The Living Wage is now €11.70 per hour, which means that is how much a single person would have to earn if he or she was working 39 hours/week in order to afford a minimum essential standard of living. Unlike the national minimum wage, which is a legal requirement, the Living Wage is a standard that is calculated on the basis of the actual cost of living, with prices checked in regular shops and services across Ireland.
The national minimum wage of €9.25 is significantly lower. If a person works 39 hours for €9.25, he or she will have a gross pay of €360.75 at the end of the week, but will actually receive €333 per week after tax and social insurance is paid. Someone on the Living Wage working 39 hours would have gross pay of €456.30, which is €401 per week after tax and social insurance. The difference to the worker and to the employer is significant.
The worker receives €68 per week more on the Living Wage compared to the minimum wage. That is small beans to many Irish people, but a huge difference to those who are working full-time but still experiencing material deprivation. The extra cost to the employer is €95.55 per week in gross pay, and a little more in employer's social insurance too. It is understandable that small retailers find the idea of the living wage challenging. But failing to pay a living wage to people raises major questions about our economy and the assumptions that we make about what is fair pay.
The cost of living in 2017 is higher, largely due to rents. Food and clothing are probably cheaper than ever (although the lack of decent working conditions abroad contributes to this). The actual cost of living at the margins is typically rising faster than the consumer price index (CPI), yet policy decisions like the minimum wage seem to get informed by the CPI rather than the real evidence of living costs, which can be seen item-by-item on budgeting.ie.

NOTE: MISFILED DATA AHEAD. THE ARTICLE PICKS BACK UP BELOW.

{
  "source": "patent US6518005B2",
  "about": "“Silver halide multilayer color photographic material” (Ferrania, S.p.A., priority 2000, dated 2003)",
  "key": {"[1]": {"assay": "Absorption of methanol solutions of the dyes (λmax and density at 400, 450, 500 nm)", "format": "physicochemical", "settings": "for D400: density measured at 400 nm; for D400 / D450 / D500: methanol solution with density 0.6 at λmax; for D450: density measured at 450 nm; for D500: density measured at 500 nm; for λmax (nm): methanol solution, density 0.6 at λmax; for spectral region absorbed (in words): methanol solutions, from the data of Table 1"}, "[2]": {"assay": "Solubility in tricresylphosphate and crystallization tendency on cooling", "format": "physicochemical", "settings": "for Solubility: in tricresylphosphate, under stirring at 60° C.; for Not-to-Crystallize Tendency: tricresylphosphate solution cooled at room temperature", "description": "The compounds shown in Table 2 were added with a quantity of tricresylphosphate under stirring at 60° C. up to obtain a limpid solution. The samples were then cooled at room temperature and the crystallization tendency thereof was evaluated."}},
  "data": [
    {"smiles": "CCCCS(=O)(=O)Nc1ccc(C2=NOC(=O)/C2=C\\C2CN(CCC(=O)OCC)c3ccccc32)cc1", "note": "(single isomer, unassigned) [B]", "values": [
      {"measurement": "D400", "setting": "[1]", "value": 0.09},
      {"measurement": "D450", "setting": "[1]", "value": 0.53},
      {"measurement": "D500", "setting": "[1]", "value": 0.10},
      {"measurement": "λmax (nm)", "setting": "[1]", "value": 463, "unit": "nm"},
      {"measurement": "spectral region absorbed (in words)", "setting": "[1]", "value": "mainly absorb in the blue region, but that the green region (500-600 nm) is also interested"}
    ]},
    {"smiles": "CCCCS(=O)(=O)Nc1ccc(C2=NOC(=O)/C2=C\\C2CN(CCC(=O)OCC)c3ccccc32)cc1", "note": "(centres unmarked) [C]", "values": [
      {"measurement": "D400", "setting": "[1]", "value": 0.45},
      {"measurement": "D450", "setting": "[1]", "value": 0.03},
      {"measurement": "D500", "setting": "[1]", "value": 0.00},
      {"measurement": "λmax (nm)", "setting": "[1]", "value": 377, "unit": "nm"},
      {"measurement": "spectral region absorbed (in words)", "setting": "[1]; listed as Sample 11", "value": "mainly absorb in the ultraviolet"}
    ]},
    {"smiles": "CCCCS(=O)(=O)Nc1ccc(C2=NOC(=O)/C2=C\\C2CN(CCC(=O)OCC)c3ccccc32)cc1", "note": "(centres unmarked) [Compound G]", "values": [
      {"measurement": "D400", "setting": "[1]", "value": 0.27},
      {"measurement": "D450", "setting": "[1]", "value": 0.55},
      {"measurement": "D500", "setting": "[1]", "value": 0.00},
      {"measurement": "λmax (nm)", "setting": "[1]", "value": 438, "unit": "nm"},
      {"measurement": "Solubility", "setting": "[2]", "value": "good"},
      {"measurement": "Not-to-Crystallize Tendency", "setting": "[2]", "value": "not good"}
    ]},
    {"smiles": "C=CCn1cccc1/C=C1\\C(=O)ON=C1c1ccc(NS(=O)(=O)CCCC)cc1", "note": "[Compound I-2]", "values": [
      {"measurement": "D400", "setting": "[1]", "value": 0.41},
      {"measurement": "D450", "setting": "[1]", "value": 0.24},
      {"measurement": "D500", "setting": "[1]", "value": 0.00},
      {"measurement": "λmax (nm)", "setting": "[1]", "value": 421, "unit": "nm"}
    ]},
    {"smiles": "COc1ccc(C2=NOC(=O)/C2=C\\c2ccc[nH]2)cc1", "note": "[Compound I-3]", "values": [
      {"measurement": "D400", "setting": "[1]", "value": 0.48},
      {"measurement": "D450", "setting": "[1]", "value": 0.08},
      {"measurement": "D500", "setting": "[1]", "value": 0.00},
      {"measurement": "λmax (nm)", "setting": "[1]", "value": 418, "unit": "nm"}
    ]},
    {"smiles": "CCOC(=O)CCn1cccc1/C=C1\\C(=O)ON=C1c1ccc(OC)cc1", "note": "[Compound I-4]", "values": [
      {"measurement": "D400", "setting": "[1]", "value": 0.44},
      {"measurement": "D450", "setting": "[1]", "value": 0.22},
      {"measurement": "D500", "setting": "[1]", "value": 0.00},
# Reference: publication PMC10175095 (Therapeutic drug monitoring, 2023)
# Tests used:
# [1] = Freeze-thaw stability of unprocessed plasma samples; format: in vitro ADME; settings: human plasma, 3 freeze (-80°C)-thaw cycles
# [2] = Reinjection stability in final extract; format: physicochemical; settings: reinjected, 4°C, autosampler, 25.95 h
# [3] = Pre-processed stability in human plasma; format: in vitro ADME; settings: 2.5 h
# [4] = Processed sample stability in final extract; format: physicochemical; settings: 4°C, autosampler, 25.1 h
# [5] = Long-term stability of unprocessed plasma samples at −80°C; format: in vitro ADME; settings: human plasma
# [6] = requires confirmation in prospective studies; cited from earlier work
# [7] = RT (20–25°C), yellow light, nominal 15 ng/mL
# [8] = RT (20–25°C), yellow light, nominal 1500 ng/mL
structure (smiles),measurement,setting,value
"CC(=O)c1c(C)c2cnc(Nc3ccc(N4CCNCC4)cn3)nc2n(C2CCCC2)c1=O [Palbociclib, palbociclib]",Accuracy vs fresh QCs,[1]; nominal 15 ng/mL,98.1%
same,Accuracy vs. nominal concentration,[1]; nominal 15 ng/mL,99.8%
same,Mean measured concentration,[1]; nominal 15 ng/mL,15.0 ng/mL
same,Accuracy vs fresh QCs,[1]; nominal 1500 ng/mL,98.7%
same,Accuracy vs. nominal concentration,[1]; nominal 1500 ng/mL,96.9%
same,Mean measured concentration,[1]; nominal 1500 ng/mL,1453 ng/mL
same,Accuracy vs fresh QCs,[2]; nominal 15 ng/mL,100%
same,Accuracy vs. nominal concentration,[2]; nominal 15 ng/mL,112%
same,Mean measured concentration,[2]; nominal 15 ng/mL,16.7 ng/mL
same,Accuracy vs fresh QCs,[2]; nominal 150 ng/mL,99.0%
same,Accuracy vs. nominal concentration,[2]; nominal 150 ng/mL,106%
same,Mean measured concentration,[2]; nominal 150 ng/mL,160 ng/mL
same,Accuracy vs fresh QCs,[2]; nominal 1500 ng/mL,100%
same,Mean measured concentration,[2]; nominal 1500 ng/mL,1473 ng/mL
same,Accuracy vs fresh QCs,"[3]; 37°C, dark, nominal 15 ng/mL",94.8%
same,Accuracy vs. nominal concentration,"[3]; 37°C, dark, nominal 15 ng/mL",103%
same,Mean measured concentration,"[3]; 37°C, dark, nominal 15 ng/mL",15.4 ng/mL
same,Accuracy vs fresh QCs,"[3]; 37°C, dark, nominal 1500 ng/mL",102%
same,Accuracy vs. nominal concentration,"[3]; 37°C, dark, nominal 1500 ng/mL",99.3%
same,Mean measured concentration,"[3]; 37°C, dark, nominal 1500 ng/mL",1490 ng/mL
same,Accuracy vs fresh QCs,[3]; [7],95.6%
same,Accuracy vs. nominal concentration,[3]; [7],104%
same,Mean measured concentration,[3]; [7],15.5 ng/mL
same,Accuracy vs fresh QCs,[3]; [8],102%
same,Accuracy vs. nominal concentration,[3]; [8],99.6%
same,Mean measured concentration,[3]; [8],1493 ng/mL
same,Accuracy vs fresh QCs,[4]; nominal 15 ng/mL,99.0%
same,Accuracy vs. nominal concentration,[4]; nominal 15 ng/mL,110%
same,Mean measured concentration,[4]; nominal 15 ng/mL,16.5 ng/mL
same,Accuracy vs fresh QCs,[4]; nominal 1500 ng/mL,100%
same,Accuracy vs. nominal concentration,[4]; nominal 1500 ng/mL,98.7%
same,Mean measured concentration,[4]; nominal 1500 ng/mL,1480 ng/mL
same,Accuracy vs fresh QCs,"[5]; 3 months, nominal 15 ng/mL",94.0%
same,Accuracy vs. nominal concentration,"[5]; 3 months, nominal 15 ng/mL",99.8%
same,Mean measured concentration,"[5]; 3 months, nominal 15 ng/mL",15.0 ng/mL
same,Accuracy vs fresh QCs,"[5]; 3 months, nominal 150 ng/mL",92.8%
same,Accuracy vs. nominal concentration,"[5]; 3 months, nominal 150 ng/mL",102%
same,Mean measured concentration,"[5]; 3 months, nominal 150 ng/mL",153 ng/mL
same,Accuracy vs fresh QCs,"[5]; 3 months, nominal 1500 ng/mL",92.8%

The Living Wage is frugal by most people's standards: 2 litres of milk per week, 3 eggs, a jar of coffee every six weeks, and so on. It does allow for fresh food and healthy portions of fruit and veg, and it also allows for 'social inclusion', which means meeting a friend for coffee once a week and downloading a song from itunes every few weeks. The minimum wage is significantly lower, which implies that a single person on the minimum wage is forced to experience deprivation or else to work far in excess of full-time hours. (Whereas the reality is that many low wage workers can't even get regular, full-time hours from their employer).
The social welfare system in Ireland has been re-focused on 'labour market activation' and pushing people to take up work, with training and upskilling assistance from the new Intreo offices and other agencies. There are good reasons to encourage higher employment. But many people may assume that the national minimum wage (paid by many of the jobs people are being pushed into) is based on evidence of the cost of living. It isn't, and the €2.45 gap between the minimum wage and the Living Wage demonstrates this.
In theory, social welfare does not support workers as this would be a subsidy to the employer. When children or adult dependents are involved, low wage workers can get welfare supplements. However these typically fall far short of the extra costs associated with dependents. The Living Wage webite also includes information on typical family income requirements.
Dublin City Council has launched a plaque scheme, where employers can display a Living Wage plaque if they pay their workers and contractors accordingly. (More info on Dublin City Council's website, and The Irish Times).
Nat O’Connor is a member of the Institute for Research in Social Sciences (IRiSS) and a Lecturer of Public Policy and Public Management in the School of Criminology, Politics and Social Policy at Ulster University.
Previously Director of TASC, Nat also led the research team in Dublin’s Homeless Agency.
Nat holds a PhD in Political Science from Trinity College Dublin (2008) and an MA in Political Science and Social Policy form the University of Dundee (1998). Nat’s primary research interest is in how research-informed public policy can achieve social justice and human wellbeing. Nat’s work has focused on economic inequality, housing and homelessness, democratic accountability and public policy analysis. His PhD focused on public access to information as part of democratic policy making.